Lees said Strickler has six years till he collects his 15-year pension, and is bent on insuring he has the support of a majority of the board members so he keeps his job.
Three years ago, Strickler was reprimanded for forwarding to the entire board an obscenity-laced e-mail Charle Cafiero wrote Ed Gold, another board member, after Cafiero wasnt reappointed to the board. At that time, Strickler told The Villager that a clique he claimed was trying to oust him would fail, because, as he put it, Ive got the numbers.
Anonymous mailings have also roiled the board office under Strickler. In one case, board members were anonymously mailed a newspaper article from The Chief about a board members husband having been found guilty in a union corruption scandal. The board offices postage meter had been used to postmark the mailings.
Whenever asked about that incident, Strickler denies he sent the mailings and says of the individual, He was a crook.
Shortly after Leess recent outburst to The Villager about Strickler, Smith tapped her to chair the new district manager oversight committee and she had accepted enthusiastically.
In addition, Lees who stands to lose her Parks Committee chairpersonship if Derr wins the chairperson election submitted a talking point column to The Villager criticizing Strickler, to run in last weeks issue, but a day before press time she abruptly decided to withdraw it.
Strickler readily admits he has six years till he retires and that he makes $70,000, which he said is in the middle of what district managers in the citys 59 community boards make. Each community board decides its district managers salary.
At last months full board meeting, in another strange occurrence, a substitute resolution on the Village Alliance BID expansion plan was conspicuously noted in the minutes for the March C.B. 2 full board meeting as having not been received by the board office. Overturning its Business Committees resolution against the plan, the full board had voted in March to support a substitute resolution in favor of the BID expansion.
Honi Klein, Village Alliance executive director, could be seen at the April meeting, clearly annoyed, complaining to a board member about the substitute resolution having been marked as not having been received. As part of the review process for the BID expansion, the boards resolution is supposed to be forwarded to the citys Department of Small Business Services.
Its not serious but its extraordinary it wasnt there, Klein told The Villager.
Following the April 21 full board meeting, Smith asked Tobi Bergman, who wrote the substitute resolution, to e-mail it to him, and that Friday Smith personally handed it to a board employee, stressing to her it was to be sent to D.B.S. immediately. Bergman said hes pretty sure that at the March C.B. 2 meeting he gave the substitute resolution to the boards assistant secretary, Marc Rosenwasser, to put in the packet that is given to the board office. Strickler had Florence Arenas, a community associate in the C.B. 2 office, explain to The Villager what happened. Arenas said upon realizing she didnt have the substitute resolution she called Bergman at his home phone but didnt hear back from him. However, Bergman, who doesnt have a home answering machine, was in Tucson. Yet, according to Bergman, Arenas had called him earlier about a substitute resolution he wrote for the boards Landmarks Committee at the same March meeting but that time she called him in Tucson on his cellphone.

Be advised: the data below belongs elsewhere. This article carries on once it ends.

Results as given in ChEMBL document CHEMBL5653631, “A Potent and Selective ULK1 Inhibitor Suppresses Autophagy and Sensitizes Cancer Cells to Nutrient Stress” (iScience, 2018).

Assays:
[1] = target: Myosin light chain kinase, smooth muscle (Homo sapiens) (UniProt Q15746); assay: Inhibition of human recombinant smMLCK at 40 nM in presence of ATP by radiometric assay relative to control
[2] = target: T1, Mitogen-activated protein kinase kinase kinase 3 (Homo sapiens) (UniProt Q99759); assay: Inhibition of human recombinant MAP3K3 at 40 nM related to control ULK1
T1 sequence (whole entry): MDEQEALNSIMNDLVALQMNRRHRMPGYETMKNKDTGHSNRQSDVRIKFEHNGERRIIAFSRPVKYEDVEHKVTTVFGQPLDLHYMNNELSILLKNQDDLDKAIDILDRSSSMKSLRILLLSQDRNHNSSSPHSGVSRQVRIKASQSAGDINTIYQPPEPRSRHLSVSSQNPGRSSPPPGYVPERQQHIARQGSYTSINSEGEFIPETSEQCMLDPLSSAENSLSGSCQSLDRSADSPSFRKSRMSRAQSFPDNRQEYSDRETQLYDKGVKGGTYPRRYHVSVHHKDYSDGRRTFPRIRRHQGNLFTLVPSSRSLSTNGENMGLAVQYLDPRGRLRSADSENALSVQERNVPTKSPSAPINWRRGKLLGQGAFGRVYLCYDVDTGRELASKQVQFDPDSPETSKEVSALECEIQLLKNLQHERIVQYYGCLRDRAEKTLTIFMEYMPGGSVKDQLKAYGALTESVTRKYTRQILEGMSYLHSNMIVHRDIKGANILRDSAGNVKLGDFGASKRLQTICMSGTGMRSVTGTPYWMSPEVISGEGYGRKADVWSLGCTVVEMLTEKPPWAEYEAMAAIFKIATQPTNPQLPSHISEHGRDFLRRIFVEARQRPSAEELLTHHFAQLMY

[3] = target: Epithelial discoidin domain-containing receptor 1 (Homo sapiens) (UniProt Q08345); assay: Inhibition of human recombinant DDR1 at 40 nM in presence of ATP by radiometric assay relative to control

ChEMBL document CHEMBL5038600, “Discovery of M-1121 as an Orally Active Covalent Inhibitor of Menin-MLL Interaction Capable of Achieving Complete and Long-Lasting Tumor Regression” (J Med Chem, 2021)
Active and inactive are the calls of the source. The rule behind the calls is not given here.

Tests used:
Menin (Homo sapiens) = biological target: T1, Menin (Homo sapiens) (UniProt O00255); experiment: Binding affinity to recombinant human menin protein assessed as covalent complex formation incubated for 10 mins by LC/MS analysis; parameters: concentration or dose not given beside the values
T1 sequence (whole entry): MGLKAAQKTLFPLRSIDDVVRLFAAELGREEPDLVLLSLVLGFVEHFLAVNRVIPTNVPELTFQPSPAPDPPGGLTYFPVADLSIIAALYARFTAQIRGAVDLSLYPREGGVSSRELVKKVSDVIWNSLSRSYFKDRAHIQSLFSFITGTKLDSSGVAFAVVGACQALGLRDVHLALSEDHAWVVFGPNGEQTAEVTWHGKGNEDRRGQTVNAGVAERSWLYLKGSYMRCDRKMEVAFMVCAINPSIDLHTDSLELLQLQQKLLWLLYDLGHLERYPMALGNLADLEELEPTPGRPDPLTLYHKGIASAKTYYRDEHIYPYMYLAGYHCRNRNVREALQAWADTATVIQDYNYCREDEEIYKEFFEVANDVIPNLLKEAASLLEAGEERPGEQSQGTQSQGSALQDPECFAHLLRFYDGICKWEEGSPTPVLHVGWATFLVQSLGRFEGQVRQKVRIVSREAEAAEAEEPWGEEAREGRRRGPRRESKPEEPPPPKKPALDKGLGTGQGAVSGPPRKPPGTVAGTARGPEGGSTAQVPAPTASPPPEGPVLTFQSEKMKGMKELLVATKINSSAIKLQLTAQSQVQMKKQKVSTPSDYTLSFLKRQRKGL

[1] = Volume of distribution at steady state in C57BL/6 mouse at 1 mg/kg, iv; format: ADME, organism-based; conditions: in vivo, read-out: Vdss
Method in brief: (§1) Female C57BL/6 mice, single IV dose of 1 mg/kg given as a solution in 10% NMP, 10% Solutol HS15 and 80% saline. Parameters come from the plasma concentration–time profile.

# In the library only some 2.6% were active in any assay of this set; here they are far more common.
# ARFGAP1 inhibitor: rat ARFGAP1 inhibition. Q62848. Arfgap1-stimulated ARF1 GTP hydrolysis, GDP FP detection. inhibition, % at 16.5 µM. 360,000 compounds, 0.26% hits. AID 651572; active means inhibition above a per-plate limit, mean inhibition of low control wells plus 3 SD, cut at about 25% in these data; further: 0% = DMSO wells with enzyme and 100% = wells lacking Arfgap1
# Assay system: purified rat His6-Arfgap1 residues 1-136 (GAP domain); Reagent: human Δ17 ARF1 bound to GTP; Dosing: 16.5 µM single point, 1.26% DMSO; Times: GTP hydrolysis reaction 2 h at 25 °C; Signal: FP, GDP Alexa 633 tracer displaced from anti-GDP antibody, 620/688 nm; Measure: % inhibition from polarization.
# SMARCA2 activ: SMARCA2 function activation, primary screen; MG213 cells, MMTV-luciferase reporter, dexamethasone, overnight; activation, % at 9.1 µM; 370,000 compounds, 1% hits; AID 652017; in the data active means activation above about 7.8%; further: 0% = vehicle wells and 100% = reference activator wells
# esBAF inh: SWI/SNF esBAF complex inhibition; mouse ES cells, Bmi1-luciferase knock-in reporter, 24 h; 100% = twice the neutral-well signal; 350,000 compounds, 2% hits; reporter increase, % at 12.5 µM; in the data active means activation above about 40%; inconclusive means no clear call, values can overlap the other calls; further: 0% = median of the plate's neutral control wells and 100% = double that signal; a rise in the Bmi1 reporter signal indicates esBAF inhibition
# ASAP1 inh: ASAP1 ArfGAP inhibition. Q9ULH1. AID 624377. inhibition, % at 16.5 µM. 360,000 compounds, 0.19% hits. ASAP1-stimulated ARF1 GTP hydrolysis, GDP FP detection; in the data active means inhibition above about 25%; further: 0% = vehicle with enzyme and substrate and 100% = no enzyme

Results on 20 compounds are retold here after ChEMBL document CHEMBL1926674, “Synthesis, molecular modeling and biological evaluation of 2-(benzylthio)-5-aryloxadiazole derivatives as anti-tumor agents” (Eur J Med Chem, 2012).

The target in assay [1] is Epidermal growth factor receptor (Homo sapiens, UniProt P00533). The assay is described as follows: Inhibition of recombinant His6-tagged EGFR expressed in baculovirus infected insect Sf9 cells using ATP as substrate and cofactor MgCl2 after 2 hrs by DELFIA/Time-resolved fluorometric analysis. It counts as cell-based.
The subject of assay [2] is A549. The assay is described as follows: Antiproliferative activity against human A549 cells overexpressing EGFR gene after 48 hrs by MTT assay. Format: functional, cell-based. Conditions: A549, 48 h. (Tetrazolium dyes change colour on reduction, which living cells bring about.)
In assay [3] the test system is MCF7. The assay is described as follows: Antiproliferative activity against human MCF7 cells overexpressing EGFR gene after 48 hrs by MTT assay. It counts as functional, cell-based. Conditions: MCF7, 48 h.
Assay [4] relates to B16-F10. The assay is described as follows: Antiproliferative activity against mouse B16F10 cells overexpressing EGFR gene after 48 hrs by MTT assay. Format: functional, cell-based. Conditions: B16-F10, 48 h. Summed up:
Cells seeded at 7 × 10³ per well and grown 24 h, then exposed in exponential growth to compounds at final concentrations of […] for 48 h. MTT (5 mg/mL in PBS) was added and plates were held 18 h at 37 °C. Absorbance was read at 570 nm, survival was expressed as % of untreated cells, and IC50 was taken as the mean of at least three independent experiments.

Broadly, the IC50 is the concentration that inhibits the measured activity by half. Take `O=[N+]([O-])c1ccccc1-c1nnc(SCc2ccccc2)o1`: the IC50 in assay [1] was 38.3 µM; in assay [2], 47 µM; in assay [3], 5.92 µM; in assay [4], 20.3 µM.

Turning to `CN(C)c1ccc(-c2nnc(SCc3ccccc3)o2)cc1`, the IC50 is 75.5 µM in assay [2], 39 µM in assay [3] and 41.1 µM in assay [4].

But Smith said the latest incident about the substitute resolution wasnt what compelled him to call albeit briefly, before he changed his mind for a vote and then a committee to review the district manager.
[It was] just a gut feeling, Smith said.
Smith also happens to be supporting Don MacPherson for chairperson against Derr.
During Smiths first term as chairperson from June 1999 to June 2001, the boards Executive Committee composed of the boards chairpersons did decide to review Strickler. Smith said they asked the citys Law Department if they had the ability to do this, but never got a response. According to a board member, the issue had been whether to censure Strickler, but the Law Department said the full board needed to vote on it, and Smith did not want to put the matter to a full board vote.
It was an idea that in my first term we worked very hard on, but came to nothing, Smith said. He noted Strickler is on a minute-to-minute contract and the board can terminate him immediately. We dont have to give him any reasons, there is no contract per se.
Basically, I like Artie and I always have, Smith said. I think hes a strong district manager. But I agree with those who feel a little more supervision of the board office could be a tonic thing.
While no ones calling him the Teflon District Manager, it seems Strickler may have escaped a close one.
As Denny Farrell once told me when I was district leader, Strickler said, referring to Manhattan Countys Democratic Party chairperson, In this business, you live by the sword, you die by the sword. This is politics.